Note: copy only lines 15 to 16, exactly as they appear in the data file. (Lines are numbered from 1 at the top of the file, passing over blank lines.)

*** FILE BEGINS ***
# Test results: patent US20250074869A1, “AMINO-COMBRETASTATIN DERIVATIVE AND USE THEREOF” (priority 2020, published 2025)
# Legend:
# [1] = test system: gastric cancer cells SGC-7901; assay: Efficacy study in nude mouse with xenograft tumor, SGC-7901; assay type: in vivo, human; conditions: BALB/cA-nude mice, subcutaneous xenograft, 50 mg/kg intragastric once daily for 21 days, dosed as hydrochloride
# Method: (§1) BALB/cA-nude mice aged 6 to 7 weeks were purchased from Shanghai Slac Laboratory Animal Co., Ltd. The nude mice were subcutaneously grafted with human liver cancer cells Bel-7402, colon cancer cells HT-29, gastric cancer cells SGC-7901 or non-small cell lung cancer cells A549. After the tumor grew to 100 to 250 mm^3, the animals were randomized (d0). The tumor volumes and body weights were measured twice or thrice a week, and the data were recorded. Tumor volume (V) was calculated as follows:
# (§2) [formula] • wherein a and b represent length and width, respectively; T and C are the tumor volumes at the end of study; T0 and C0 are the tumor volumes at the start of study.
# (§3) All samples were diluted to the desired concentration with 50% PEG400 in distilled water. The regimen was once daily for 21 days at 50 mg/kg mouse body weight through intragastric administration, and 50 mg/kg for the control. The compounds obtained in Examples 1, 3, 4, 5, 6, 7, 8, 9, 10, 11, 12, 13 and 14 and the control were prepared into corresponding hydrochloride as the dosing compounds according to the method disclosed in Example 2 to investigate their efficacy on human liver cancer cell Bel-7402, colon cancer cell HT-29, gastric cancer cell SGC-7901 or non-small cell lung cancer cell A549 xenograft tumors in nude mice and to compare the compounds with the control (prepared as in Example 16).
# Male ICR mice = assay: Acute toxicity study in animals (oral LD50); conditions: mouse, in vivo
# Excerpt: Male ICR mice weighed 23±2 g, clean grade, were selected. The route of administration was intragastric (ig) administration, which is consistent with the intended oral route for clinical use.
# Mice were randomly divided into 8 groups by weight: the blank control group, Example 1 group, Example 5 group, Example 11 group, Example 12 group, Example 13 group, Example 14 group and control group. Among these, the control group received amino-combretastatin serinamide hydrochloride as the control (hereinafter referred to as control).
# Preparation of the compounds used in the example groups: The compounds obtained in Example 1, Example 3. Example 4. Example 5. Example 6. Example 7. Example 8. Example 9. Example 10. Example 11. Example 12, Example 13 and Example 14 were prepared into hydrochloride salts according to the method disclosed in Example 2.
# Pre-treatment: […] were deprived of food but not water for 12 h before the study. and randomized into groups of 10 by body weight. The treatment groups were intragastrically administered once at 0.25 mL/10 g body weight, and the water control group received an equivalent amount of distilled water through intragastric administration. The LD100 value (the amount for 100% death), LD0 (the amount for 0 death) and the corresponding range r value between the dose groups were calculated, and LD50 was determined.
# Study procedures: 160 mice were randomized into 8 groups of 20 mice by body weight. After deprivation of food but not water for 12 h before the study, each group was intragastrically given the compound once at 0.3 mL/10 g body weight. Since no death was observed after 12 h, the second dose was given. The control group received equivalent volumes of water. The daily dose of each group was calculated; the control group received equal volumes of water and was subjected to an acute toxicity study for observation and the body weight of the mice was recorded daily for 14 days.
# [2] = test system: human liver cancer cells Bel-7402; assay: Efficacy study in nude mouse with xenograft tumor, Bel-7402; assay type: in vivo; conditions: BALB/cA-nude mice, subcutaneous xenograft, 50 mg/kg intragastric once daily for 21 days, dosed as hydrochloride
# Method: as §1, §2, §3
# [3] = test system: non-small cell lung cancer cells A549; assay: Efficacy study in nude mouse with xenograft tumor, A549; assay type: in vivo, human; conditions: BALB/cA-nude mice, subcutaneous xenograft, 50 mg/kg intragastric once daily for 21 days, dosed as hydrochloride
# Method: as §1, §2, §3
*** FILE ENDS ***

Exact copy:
# [3] = test system: non-small cell lung cancer cells A549; assay: Efficacy study in nude mouse with xenograft tumor, A549; assay type: in vivo, human; conditions: BALB/cA-nude mice, subcutaneous xenograft, 50 mg/kg intragastric once daily for 21 days, dosed as hydrochloride
# Method: as §1, §2, §3